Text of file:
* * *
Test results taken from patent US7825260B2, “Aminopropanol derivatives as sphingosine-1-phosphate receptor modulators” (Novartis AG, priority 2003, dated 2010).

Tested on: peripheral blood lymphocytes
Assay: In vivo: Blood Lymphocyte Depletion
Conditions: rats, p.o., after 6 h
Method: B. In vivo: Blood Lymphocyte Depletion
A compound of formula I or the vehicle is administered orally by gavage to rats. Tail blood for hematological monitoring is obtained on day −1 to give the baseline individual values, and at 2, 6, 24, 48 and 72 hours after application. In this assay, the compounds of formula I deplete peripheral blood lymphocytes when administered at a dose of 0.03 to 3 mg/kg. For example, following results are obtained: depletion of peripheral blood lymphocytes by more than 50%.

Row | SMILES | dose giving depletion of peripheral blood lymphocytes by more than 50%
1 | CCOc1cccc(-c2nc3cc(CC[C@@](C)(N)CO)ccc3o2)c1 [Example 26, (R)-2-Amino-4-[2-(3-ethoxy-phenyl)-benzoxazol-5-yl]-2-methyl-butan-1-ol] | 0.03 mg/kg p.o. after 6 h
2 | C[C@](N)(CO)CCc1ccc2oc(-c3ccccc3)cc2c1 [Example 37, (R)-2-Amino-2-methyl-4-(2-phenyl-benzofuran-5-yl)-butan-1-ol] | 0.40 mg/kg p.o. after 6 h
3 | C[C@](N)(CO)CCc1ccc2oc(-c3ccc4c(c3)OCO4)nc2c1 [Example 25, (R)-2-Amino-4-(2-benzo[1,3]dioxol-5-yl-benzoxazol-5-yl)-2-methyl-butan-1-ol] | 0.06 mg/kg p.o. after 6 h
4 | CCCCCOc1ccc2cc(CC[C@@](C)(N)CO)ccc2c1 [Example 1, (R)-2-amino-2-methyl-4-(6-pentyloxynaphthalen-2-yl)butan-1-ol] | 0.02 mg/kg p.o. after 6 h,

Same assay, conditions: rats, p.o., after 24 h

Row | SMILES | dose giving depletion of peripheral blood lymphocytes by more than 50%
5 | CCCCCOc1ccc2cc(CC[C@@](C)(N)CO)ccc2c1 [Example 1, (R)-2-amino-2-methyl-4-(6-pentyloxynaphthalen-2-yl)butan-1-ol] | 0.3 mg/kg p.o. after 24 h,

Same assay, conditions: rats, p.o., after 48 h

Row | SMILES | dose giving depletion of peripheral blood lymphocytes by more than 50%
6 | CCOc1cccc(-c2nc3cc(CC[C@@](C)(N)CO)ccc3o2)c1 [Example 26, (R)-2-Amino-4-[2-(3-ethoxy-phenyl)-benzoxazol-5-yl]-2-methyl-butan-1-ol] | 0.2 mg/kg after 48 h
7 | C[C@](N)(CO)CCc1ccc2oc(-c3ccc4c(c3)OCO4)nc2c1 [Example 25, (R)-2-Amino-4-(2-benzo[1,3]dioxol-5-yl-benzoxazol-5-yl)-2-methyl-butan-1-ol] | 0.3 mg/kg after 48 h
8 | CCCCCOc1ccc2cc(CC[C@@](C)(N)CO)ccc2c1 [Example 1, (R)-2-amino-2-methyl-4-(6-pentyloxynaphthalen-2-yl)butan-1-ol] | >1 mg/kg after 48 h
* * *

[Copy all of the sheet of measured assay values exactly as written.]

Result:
Test results taken from patent US7825260B2, “Aminopropanol derivatives as sphingosine-1-phosphate receptor modulators” (Novartis AG, priority 2003, dated 2010).

Tested on: peripheral blood lymphocytes
Assay: In vivo: Blood Lymphocyte Depletion
Conditions: rats, p.o., after 6 h
Method: B. In vivo: Blood Lymphocyte Depletion
A compound of formula I or the vehicle is administered orally by gavage to rats. Tail blood for hematological monitoring is obtained on day −1 to give the baseline individual values, and at 2, 6, 24, 48 and 72 hours after application. In this assay, the compounds of formula I deplete peripheral blood lymphocytes when administered at a dose of 0.03 to 3 mg/kg. For example, following results are obtained: depletion of peripheral blood lymphocytes by more than 50%.

Row | SMILES | dose giving depletion of peripheral blood lymphocytes by more than 50%
1 | CCOc1cccc(-c2nc3cc(CC[C@@](C)(N)CO)ccc3o2)c1 [Example 26, (R)-2-Amino-4-[2-(3-ethoxy-phenyl)-benzoxazol-5-yl]-2-methyl-butan-1-ol] | 0.03 mg/kg p.o. after 6 h
2 | C[C@](N)(CO)CCc1ccc2oc(-c3ccccc3)cc2c1 [Example 37, (R)-2-Amino-2-methyl-4-(2-phenyl-benzofuran-5-yl)-butan-1-ol] | 0.40 mg/kg p.o. after 6 h
3 | C[C@](N)(CO)CCc1ccc2oc(-c3ccc4c(c3)OCO4)nc2c1 [Example 25, (R)-2-Amino-4-(2-benzo[1,3]dioxol-5-yl-benzoxazol-5-yl)-2-methyl-butan-1-ol] | 0.06 mg/kg p.o. after 6 h
4 | CCCCCOc1ccc2cc(CC[C@@](C)(N)CO)ccc2c1 [Example 1, (R)-2-amino-2-methyl-4-(6-pentyloxynaphthalen-2-yl)butan-1-ol] | 0.02 mg/kg p.o. after 6 h,

Same assay, conditions: rats, p.o., after 24 h

Row | SMILES | dose giving depletion of peripheral blood lymphocytes by more than 50%
5 | CCCCCOc1ccc2cc(CC[C@@](C)(N)CO)ccc2c1 [Example 1, (R)-2-amino-2-methyl-4-(6-pentyloxynaphthalen-2-yl)butan-1-ol] | 0.3 mg/kg p.o. after 24 h,

Same assay, conditions: rats, p.o., after 48 h

Row | SMILES | dose giving depletion of peripheral blood lymphocytes by more than 50%
6 | CCOc1cccc(-c2nc3cc(CC[C@@](C)(N)CO)ccc3o2)c1 [Example 26, (R)-2-Amino-4-[2-(3-ethoxy-phenyl)-benzoxazol-5-yl]-2-methyl-butan-1-ol] | 0.2 mg/kg after 48 h
7 | C[C@](N)(CO)CCc1ccc2oc(-c3ccc4c(c3)OCO4)nc2c1 [Example 25, (R)-2-Amino-4-(2-benzo[1,3]dioxol-5-yl-benzoxazol-5-yl)-2-methyl-butan-1-ol] | 0.3 mg/kg after 48 h
8 | CCCCCOc1ccc2cc(CC[C@@](C)(N)CO)ccc2c1 [Example 1, (R)-2-amino-2-methyl-4-(6-pentyloxynaphthalen-2-yl)butan-1-ol] | >1 mg/kg after 48 h